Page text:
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Bob The Brewer
The Brewer
Hello, welcome to the simple way to make beer, with a beer kit.

First of all choose the beer kit that you want to make, whether it be a Bitter, Stout, Lager or something special like a Belgium beer. Kits
Sterilizers After choosing your beer kit you need to sterilize all the equipment that you intend to use. First make sure that all is clean and then use a sterilizer like 'VWP' or sodium metabisulphite (campden tablets) I find that 'VWP' works the best. Do this by quite simply filling your bucket up with water and dissolving the 'VWP' powder or campden tablets in it, add your spoon which you will also need and leave. After about five minutes rinse everything with clean cold water twice.
Now use a tin opener to open the tin or tins of hopped malt extract in your kit. Pour the contents into your fermentation bin. Use about six pints of hot water from a kettle or saucepan to rinse them out ensuring that all the concentrate is removed. If your kit requires spraymalt or sugar add now and give a good stir making sure that everything is dissolved. Now add cold water to the mark on your bucket that your beer kit makes (e.g. 5 gal for a 40 pt kit, or 3 gal for a 24 pt kit). Bob adding kit to bucket
Bob adding kit to bucket If you have a thermometer then use it to check the temperature. It should be between 18-25°C, 65-75°F. If you do not have a thermometer then use you hand, it should feel neither hot nor cold, somewhere in between, if in doubt go on the slightly cool side.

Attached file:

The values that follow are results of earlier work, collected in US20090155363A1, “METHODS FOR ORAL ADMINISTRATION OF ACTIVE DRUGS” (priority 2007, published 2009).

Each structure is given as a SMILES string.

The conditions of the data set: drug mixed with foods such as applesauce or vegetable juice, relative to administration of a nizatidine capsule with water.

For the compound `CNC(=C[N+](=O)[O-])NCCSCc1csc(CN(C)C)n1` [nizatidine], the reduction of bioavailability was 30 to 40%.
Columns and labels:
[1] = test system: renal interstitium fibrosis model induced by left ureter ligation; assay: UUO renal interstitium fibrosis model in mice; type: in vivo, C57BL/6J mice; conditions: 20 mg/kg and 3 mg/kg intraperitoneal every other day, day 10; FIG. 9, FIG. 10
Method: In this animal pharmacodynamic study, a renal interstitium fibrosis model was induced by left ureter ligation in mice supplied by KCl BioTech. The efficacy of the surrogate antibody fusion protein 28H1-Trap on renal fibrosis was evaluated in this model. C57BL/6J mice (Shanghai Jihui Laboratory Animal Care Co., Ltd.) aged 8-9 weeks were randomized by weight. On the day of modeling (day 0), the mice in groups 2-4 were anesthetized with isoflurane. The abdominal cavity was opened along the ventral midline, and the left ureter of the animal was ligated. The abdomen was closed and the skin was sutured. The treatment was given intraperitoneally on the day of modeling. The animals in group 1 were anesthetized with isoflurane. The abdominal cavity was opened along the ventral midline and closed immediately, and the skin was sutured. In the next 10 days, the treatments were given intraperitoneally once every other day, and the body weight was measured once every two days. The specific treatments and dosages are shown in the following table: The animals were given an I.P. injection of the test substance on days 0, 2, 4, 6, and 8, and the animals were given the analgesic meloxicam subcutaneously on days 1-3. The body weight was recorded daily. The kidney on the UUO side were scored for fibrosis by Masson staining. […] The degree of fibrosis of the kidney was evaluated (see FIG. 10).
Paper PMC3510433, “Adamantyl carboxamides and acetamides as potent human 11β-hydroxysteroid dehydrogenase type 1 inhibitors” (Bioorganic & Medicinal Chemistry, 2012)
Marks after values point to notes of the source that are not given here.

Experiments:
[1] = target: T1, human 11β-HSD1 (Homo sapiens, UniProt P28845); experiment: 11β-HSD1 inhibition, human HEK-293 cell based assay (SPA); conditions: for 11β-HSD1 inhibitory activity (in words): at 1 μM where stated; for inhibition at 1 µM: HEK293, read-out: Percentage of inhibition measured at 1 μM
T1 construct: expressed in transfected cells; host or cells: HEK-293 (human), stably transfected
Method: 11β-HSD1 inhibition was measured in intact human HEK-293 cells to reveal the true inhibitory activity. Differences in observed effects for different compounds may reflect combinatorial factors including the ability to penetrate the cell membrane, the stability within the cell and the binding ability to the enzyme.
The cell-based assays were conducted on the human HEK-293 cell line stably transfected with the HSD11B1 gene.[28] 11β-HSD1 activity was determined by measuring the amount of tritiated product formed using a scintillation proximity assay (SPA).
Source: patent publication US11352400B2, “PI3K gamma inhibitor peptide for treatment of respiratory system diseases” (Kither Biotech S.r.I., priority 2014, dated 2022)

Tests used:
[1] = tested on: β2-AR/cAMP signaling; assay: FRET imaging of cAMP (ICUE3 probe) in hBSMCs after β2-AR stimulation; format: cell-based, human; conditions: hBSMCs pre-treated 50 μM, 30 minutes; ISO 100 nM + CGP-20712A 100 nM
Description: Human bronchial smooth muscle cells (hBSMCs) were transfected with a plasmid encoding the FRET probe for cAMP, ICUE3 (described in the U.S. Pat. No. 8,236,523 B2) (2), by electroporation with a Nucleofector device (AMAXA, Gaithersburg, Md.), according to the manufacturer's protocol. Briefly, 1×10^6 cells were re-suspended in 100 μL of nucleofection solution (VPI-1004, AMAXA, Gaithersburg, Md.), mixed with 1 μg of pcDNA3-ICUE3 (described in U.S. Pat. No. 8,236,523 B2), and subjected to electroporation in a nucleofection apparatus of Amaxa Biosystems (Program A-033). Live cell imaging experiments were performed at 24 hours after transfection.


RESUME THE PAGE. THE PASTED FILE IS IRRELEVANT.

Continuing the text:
Once your wort (unfermented beer) is around the right temperature open the yeast sachet and sprinkle evenly across the surface.
Cover your fermenter with a cloth, loose fitting lid or bubbler (Airlock) and leave for 5 - 7 days, the higher the temperature the shorter the time, the lower the temperature the longer the time, but try to keep it around 20 Celsius, 68 Fahrenheit.
Bobs Bottles After the primary fermentation is complete (After the 5 - 7 days) sterilize your syphon pipe, spoon and barrel / bottles depending on what you intend to use. If you want to use bottles make sure that they are able to take the pressure, glass bottles that have already had beer in them are perfect. There are three main types of bottles: Crown cap or Crown cork bottles, Grolsch or swing top bottles and Cider bottles. Syphon the beer into the barrel / bottles being careful not to disturb the sediment as you do it. Add a half teaspoon per pint of light spraymalt or sugar, if using a barrel then stir until dissolved, with bottles you can turn them upside down a few times once the tops are on.
At this point you can use finings to speed up the clearing process, but you do not have to, it will clear with time anyway.
You now either screw on the barrel cap or seal your bottles, for crown cap bottles you will need a crown capper.
Now before you start cracking them opening you will need to let them mature. The general rule is 'the longer the better', your beer should taste OK by the end of two weeks but if you wait a month you will be the better for it. To start with put your beer in a warmish environment for about two days and then the ideal storage conditions is in a cool, dry, dark place, try to get as close to this as you can.

Now there's only two things left to do: Drink and Enjoy. Good luck and happy brewing.

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